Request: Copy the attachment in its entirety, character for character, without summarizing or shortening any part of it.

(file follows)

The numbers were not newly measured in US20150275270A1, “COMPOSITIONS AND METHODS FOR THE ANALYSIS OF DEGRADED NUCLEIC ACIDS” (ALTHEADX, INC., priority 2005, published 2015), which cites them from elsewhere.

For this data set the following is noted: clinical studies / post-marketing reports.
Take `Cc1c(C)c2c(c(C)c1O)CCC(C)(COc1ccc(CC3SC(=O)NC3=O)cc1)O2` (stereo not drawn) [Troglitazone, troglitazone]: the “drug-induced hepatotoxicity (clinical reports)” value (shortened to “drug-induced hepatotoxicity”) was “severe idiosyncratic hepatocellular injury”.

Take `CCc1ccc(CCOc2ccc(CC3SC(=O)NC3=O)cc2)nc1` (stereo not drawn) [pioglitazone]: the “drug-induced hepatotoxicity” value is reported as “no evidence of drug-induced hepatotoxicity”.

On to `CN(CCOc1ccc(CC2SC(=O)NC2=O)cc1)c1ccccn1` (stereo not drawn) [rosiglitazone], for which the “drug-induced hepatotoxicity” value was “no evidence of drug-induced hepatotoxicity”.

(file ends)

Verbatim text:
The numbers were not newly measured in US20150275270A1, “COMPOSITIONS AND METHODS FOR THE ANALYSIS OF DEGRADED NUCLEIC ACIDS” (ALTHEADX, INC., priority 2005, published 2015), which cites them from elsewhere.

For this data set the following is noted: clinical studies / post-marketing reports.
Take `Cc1c(C)c2c(c(C)c1O)CCC(C)(COc1ccc(CC3SC(=O)NC3=O)cc1)O2` (stereo not drawn) [Troglitazone, troglitazone]: the “drug-induced hepatotoxicity (clinical reports)” value (shortened to “drug-induced hepatotoxicity”) was “severe idiosyncratic hepatocellular injury”.

Take `CCc1ccc(CCOc2ccc(CC3SC(=O)NC3=O)cc2)nc1` (stereo not drawn) [pioglitazone]: the “drug-induced hepatotoxicity” value is reported as “no evidence of drug-induced hepatotoxicity”.

On to `CN(CCOc1ccc(CC2SC(=O)NC2=O)cc1)c1ccccn1` (stereo not drawn) [rosiglitazone], for which the “drug-induced hepatotoxicity” value was “no evidence of drug-induced hepatotoxicity”.